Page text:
The following is part of a series of articles which appeared in the Belfast Telegraph in 1953 under the pen name 'Fina'.
Lissan House, County Londonderry
IN the quiet fields of Co. Londonderry the oats are ripening fast; the chaffinch, weary with his mating and the summer-long feeding of his fledglings, has no song.
Lissan House is grey and vast and very self-sufficient. The rambling old walls contain a laundry that would need an army of maids for its efficient running and the cobbled coach houses could take six carriages and still have room for more.
There is even an old forge within the house with an anvil where the pike heads were hammered out long ago.
Lissan was evidently quite a feudal community when Charles I came to the throne. Indeed, the eatate must have formed a village nn itself when the row of white cottages beyond the stables was inhabited by the men and maids who served house and family.
In that part of the house occupied by the family a wide oak staircase with the twisted rails, characteristic of the Jacobean period, rises roof high, like a huge Chinese box. This coach-wide staircase opens on to each floor in such a manner that one has the impression of having access to every room in the dwelling, just as a child, removing the facade of a doll's house, can see all the rooms at once.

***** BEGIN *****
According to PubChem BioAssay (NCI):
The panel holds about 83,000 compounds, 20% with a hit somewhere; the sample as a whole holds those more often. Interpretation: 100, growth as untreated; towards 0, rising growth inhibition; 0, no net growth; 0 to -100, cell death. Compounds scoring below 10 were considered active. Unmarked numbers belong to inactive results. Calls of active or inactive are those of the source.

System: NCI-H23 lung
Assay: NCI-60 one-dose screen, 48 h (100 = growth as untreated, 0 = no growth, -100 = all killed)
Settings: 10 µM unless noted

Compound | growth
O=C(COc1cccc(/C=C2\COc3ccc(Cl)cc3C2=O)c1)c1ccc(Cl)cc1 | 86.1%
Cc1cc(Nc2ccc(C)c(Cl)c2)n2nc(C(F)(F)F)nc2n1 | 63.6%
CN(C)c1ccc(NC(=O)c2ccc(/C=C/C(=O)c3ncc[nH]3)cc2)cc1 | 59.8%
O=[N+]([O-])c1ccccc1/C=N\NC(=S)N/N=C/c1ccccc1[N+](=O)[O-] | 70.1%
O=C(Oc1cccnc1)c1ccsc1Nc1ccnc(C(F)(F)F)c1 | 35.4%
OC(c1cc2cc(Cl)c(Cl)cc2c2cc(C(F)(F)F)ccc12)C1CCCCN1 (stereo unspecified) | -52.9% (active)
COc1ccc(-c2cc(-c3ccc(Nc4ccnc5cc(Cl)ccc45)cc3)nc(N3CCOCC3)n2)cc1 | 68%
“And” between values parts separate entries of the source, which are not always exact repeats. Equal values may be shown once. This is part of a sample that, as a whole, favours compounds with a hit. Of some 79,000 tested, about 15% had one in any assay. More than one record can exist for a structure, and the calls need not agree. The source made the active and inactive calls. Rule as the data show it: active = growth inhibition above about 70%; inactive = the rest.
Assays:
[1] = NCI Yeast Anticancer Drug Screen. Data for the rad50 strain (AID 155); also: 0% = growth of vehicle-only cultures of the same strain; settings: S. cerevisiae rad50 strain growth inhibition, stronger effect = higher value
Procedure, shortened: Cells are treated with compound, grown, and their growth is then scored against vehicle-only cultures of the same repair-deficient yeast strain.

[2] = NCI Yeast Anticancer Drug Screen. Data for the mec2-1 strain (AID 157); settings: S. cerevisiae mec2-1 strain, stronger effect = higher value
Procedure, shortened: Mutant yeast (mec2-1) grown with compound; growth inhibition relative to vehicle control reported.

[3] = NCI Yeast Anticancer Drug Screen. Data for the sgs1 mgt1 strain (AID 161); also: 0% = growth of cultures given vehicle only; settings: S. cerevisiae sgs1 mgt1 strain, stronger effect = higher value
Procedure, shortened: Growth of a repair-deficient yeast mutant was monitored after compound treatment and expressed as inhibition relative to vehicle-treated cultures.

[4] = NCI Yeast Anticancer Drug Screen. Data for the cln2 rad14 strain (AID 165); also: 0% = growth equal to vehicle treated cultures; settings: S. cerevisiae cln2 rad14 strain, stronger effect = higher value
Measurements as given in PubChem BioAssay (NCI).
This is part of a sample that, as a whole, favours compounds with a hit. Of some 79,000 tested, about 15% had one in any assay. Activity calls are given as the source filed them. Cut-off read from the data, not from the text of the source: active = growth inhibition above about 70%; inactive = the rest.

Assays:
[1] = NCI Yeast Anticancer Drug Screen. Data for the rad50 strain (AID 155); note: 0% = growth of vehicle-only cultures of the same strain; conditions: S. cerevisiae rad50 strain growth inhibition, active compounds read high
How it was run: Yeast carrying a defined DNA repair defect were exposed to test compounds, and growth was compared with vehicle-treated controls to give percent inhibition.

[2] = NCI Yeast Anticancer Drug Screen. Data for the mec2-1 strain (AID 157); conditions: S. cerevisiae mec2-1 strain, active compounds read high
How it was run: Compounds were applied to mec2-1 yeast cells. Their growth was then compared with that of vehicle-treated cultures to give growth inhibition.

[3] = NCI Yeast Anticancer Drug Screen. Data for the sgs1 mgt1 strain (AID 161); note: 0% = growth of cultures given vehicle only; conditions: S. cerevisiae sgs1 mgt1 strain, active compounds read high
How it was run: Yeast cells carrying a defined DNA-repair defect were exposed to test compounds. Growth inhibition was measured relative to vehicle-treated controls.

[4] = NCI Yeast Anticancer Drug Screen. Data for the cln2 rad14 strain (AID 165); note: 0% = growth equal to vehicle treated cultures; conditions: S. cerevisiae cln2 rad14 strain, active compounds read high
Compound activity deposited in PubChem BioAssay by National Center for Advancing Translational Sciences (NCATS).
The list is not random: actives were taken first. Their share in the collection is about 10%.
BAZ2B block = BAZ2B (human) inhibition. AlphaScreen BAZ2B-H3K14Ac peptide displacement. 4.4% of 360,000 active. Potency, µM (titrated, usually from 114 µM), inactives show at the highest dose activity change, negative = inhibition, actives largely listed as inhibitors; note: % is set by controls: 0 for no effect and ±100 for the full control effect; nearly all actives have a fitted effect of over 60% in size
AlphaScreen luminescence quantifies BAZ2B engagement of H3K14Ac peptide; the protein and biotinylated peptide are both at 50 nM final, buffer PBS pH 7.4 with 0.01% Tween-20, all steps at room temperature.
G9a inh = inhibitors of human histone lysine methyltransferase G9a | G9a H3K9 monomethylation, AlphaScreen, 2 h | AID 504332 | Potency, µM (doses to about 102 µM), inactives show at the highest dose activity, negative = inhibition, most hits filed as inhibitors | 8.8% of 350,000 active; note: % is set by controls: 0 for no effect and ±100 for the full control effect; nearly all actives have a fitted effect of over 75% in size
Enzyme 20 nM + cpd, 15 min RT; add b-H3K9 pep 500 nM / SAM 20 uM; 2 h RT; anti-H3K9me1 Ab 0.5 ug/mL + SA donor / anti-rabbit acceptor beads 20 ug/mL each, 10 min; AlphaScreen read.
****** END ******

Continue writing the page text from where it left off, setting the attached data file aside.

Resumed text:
Like all houses with a long family tradition, Lissan has been rebuilt and added to from time to time, and each generation has left its mark. The wallpaper in tha drawing-room, gay with a pattern of exotic birds and flowers, is well over 200 years old – one of the first few hand-made papers imported from Japan.
There has been a dwelling in this place since 1620, and the Staples family have inhabited it since the baronetcy was first granted in 1628. Sir Thomas Staples held the title in those troublous days alter Charles I was beheaded, when Cromwell’s iron hand was heavy on the Irish.
It was Sir Thomas who purchased Cookstown from a Dublin lady — it is said for £325 — and in his absence the house was burned by the rebel O'Quinn, and his wife and four children seized. Lady Charity and her children were eventually released, but whether they were ransomed or whether they escaped is not known. Certainly they were re-united with Sir Thomas at Londonderry.
The grass is very green over these old battlefields, and although the house itself bears little witness of the wild happenings of those Stuart times, the Staples name and the stories handed to each succeeding generation, remain to remind us of a time when the still cornfields held quiet, but no peace.
Next week – The Old Inn, Crawfordsburn
Belfast Telegraph, 29 July 1953